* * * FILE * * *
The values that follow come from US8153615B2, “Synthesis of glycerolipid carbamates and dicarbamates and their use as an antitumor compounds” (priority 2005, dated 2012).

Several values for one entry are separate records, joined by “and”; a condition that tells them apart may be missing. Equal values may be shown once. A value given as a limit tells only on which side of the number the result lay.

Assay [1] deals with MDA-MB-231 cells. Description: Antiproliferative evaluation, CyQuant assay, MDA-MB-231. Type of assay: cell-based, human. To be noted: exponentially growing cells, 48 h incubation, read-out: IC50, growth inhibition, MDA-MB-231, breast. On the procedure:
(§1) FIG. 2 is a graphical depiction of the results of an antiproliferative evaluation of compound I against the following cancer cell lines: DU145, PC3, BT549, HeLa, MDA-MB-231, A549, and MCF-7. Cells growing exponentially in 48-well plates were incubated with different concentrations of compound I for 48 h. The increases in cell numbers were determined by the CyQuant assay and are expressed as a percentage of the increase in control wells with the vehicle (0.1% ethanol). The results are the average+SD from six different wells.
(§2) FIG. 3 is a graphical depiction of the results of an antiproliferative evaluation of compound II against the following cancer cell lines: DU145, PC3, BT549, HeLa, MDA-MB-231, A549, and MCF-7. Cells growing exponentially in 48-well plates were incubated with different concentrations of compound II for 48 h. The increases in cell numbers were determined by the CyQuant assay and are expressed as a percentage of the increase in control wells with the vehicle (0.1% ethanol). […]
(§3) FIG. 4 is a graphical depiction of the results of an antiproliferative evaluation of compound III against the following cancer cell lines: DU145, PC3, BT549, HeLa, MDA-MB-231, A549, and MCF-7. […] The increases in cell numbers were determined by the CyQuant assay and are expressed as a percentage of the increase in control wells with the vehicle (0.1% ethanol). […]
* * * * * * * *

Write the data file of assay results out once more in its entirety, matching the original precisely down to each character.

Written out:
The values that follow come from US8153615B2, “Synthesis of glycerolipid carbamates and dicarbamates and their use as an antitumor compounds” (priority 2005, dated 2012).

Several values for one entry are separate records, joined by “and”; a condition that tells them apart may be missing. Equal values may be shown once. A value given as a limit tells only on which side of the number the result lay.

Assay [1] deals with MDA-MB-231 cells. Description: Antiproliferative evaluation, CyQuant assay, MDA-MB-231. Type of assay: cell-based, human. To be noted: exponentially growing cells, 48 h incubation, read-out: IC50, growth inhibition, MDA-MB-231, breast. On the procedure:
(§1) FIG. 2 is a graphical depiction of the results of an antiproliferative evaluation of compound I against the following cancer cell lines: DU145, PC3, BT549, HeLa, MDA-MB-231, A549, and MCF-7. Cells growing exponentially in 48-well plates were incubated with different concentrations of compound I for 48 h. The increases in cell numbers were determined by the CyQuant assay and are expressed as a percentage of the increase in control wells with the vehicle (0.1% ethanol). The results are the average+SD from six different wells.
(§2) FIG. 3 is a graphical depiction of the results of an antiproliferative evaluation of compound II against the following cancer cell lines: DU145, PC3, BT549, HeLa, MDA-MB-231, A549, and MCF-7. Cells growing exponentially in 48-well plates were incubated with different concentrations of compound II for 48 h. The increases in cell numbers were determined by the CyQuant assay and are expressed as a percentage of the increase in control wells with the vehicle (0.1% ethanol). […]
(§3) FIG. 4 is a graphical depiction of the results of an antiproliferative evaluation of compound III against the following cancer cell lines: DU145, PC3, BT549, HeLa, MDA-MB-231, A549, and MCF-7. […] The increases in cell numbers were determined by the CyQuant assay and are expressed as a percentage of the increase in control wells with the vehicle (0.1% ethanol). […]